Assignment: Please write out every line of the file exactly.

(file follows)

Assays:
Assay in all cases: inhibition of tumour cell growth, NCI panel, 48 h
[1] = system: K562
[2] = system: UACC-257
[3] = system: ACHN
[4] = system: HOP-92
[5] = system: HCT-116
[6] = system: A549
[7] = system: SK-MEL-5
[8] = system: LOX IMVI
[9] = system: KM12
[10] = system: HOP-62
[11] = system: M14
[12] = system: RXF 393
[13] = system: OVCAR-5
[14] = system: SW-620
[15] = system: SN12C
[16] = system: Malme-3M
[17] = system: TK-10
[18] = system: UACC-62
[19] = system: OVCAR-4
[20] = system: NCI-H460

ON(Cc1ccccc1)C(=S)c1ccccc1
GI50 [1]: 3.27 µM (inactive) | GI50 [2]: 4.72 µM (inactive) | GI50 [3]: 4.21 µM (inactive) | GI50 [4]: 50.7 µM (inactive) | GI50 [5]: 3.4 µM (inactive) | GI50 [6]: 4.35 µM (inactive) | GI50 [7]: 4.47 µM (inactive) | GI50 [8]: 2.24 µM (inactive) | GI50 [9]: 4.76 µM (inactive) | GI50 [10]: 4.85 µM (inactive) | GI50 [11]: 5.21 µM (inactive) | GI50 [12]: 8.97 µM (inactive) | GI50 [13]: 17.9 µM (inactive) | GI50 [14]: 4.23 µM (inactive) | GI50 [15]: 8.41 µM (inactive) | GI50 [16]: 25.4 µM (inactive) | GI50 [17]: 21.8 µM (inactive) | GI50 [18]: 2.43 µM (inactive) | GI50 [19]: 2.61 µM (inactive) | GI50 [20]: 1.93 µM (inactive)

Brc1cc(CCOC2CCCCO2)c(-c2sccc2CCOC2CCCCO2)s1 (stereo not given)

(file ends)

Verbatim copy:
Assays:
Assay in all cases: inhibition of tumour cell growth, NCI panel, 48 h
[1] = system: K562
[2] = system: UACC-257
[3] = system: ACHN
[4] = system: HOP-92
[5] = system: HCT-116
[6] = system: A549
[7] = system: SK-MEL-5
[8] = system: LOX IMVI
[9] = system: KM12
[10] = system: HOP-62
[11] = system: M14
[12] = system: RXF 393
[13] = system: OVCAR-5
[14] = system: SW-620
[15] = system: SN12C
[16] = system: Malme-3M
[17] = system: TK-10
[18] = system: UACC-62
[19] = system: OVCAR-4
[20] = system: NCI-H460

ON(Cc1ccccc1)C(=S)c1ccccc1
GI50 [1]: 3.27 µM (inactive) | GI50 [2]: 4.72 µM (inactive) | GI50 [3]: 4.21 µM (inactive) | GI50 [4]: 50.7 µM (inactive) | GI50 [5]: 3.4 µM (inactive) | GI50 [6]: 4.35 µM (inactive) | GI50 [7]: 4.47 µM (inactive) | GI50 [8]: 2.24 µM (inactive) | GI50 [9]: 4.76 µM (inactive) | GI50 [10]: 4.85 µM (inactive) | GI50 [11]: 5.21 µM (inactive) | GI50 [12]: 8.97 µM (inactive) | GI50 [13]: 17.9 µM (inactive) | GI50 [14]: 4.23 µM (inactive) | GI50 [15]: 8.41 µM (inactive) | GI50 [16]: 25.4 µM (inactive) | GI50 [17]: 21.8 µM (inactive) | GI50 [18]: 2.43 µM (inactive) | GI50 [19]: 2.61 µM (inactive) | GI50 [20]: 1.93 µM (inactive)

Brc1cc(CCOC2CCCCO2)c(-c2sccc2CCOC2CCCCO2)s1 (stereo not given)